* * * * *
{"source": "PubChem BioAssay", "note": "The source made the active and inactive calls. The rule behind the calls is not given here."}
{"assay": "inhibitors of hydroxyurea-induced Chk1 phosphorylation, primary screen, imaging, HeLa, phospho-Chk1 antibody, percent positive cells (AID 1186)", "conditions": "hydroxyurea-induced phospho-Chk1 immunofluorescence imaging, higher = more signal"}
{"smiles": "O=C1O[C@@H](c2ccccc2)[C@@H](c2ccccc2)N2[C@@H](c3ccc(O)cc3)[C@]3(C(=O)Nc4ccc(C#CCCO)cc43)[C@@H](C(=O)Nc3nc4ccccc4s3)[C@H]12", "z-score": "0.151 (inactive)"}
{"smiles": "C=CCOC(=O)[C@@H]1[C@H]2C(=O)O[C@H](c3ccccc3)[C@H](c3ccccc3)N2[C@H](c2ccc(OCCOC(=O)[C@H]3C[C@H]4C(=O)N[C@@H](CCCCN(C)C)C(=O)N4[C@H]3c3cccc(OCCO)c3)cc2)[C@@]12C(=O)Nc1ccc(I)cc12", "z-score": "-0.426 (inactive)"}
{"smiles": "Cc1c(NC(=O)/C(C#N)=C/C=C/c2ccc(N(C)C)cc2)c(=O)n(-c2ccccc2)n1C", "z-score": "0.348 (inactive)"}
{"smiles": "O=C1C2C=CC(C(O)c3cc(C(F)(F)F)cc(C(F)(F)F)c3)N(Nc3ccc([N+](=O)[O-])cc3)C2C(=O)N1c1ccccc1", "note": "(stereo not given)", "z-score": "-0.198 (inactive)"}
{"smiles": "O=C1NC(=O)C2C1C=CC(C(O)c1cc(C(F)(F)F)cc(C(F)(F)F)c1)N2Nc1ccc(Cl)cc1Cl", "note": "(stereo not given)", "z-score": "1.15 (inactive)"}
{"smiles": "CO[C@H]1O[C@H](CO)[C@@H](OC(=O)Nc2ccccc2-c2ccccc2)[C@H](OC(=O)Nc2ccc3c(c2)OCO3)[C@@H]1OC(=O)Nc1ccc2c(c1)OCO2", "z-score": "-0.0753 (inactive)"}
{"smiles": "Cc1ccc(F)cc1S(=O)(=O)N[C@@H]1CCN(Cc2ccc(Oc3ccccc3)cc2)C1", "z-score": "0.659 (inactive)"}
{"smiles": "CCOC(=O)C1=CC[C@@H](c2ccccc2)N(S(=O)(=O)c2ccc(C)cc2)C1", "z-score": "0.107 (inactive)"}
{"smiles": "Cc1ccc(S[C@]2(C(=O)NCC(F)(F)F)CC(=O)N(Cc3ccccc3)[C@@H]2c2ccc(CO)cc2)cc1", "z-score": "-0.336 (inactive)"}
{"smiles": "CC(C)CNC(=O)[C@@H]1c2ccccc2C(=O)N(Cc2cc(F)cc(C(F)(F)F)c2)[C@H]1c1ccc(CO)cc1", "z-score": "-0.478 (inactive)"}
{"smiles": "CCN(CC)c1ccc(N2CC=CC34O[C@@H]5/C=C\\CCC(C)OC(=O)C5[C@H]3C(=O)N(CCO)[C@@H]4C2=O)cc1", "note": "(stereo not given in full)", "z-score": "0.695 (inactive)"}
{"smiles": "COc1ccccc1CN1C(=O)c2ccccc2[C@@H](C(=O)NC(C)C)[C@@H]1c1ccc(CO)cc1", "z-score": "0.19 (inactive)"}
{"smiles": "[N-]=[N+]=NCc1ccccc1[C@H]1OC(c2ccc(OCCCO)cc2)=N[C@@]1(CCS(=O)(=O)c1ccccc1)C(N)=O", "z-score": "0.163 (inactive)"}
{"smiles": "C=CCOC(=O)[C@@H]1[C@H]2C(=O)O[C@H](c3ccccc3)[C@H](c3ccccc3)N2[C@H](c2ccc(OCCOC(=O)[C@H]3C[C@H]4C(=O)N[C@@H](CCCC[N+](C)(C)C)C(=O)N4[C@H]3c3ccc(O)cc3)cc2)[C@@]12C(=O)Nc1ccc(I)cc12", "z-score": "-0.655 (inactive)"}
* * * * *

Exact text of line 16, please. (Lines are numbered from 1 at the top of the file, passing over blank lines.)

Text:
{"smiles": "C=CCOC(=O)[C@@H]1[C@H]2C(=O)O[C@H](c3ccccc3)[C@H](c3ccccc3)N2[C@H](c2ccc(OCCOC(=O)[C@H]3C[C@H]4C(=O)N[C@@H](CCCC[N+](C)(C)C)C(=O)N4[C@H]3c3ccc(O)cc3)cc2)[C@@]12C(=O)Nc1ccc(I)cc12", "z-score": "-0.655 (inactive)"}